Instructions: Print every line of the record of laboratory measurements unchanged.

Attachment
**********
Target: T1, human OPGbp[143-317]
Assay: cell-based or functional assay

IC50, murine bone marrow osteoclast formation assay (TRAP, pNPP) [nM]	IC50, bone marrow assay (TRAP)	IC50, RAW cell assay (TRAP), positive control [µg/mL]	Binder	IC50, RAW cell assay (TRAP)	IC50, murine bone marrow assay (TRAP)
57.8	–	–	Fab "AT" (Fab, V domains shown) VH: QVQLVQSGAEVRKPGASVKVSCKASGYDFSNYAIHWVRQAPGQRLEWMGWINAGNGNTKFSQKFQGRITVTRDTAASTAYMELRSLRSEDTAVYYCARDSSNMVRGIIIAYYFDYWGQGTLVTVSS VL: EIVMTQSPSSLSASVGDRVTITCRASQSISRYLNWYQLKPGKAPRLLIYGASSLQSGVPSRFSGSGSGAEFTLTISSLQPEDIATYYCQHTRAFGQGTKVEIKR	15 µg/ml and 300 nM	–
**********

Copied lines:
Target: T1, human OPGbp[143-317]
Assay: cell-based or functional assay

IC50, murine bone marrow osteoclast formation assay (TRAP, pNPP) [nM]	IC50, bone marrow assay (TRAP)	IC50, RAW cell assay (TRAP), positive control [µg/mL]	Binder	IC50, RAW cell assay (TRAP)	IC50, murine bone marrow assay (TRAP)
57.8	–	–	Fab "AT" (Fab, V domains shown) VH: QVQLVQSGAEVRKPGASVKVSCKASGYDFSNYAIHWVRQAPGQRLEWMGWINAGNGNTKFSQKFQGRITVTRDTAASTAYMELRSLRSEDTAVYYCARDSSNMVRGIIIAYYFDYWGQGTLVTVSS VL: EIVMTQSPSSLSASVGDRVTITCRASQSISRYLNWYQLKPGKAPRLLIYGASSLQSGVPSRFSGSGSGAEFTLTISSLQPEDIATYYCQHTRAFGQGTKVEIKR	15 µg/ml and 300 nM	–